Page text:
How to Lay Off Employees with Care and Compassion

Claire Hastwell

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LAURIE MINOTT

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Laurie Minott & Claire Hastwell

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If you were to ask managers around the world what part of their jobs they disliked the most, there’s a good chance you’d find laying off employees at the top of the list.

Unfortunately, the reality is that even among best companies, layoffs cannot be avoided in extraordinary times.

However, the Best Workplaces find ways to maintain trust, even when tough economic times call for layoffs. Our research has shown that companies who build trust during difficult times experience faster recovery to their business and to their brand.

What do they do when faced with the prospect of letting people go?

We looked at our data from the Great Recession to see how leading organizations navigated those tumultuous days. And talking with leaders at Best Workplaces™ navigating through this more current crises, we found a number of common practices:

1. Promote a culture of listening

When leaders and managers focus their time listening to their people, they are better equipped to have tough conversations when layoffs are necessary.

When you really know your employees as people, rather than merely workers, you know what they value and what style of communication resonates best. You can have the conversation knowing how to best respond to their needs.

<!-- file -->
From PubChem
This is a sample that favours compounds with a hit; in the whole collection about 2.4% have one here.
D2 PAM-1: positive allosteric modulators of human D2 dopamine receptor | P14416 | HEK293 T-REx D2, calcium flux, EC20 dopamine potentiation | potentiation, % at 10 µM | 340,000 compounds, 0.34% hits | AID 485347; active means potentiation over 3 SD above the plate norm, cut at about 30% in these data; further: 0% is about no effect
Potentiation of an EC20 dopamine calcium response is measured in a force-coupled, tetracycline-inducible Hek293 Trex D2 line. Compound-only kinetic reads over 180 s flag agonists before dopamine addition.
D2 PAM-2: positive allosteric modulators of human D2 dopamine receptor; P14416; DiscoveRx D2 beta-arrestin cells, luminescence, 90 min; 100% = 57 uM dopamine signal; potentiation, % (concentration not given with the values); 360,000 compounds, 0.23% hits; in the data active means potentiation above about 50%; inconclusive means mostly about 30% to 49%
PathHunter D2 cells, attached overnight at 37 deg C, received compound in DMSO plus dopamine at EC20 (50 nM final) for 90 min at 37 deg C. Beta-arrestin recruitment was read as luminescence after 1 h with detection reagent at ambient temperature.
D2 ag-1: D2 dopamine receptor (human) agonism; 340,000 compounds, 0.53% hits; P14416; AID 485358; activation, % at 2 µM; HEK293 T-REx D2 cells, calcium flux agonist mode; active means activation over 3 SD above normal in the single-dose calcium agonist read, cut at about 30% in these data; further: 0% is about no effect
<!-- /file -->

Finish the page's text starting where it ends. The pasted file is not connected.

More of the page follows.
For example:

  • Longtime employees might need reassurance that the layoff wasn’t due to poor performance
  • Caregivers might be more focused on what this means for their family

Everyone reacts differently during stressful situations, but knowing who they are and what is important to them can help you be more sensitive and focused, making a difficult conversation more compassionate.

2. Support your managers

For many managers, laying off an employee is the most difficult part of their role.

Support your managers by providing tools, resources, and support with delivering difficult news, so they feel more prepared for these conversations.

Some ways you can support your people managers:

  • Meet with managers to acknowledge the challenges, the importance of their role, and describe the company’s approach for supporting employees – linking it to company values.
  • Call on experts in grief or resiliency training.
  • Create a forum (whether an online chat channel or recurring meeting) for leaders and HR to talk about employee reactions and how to answer difficult questions that come up.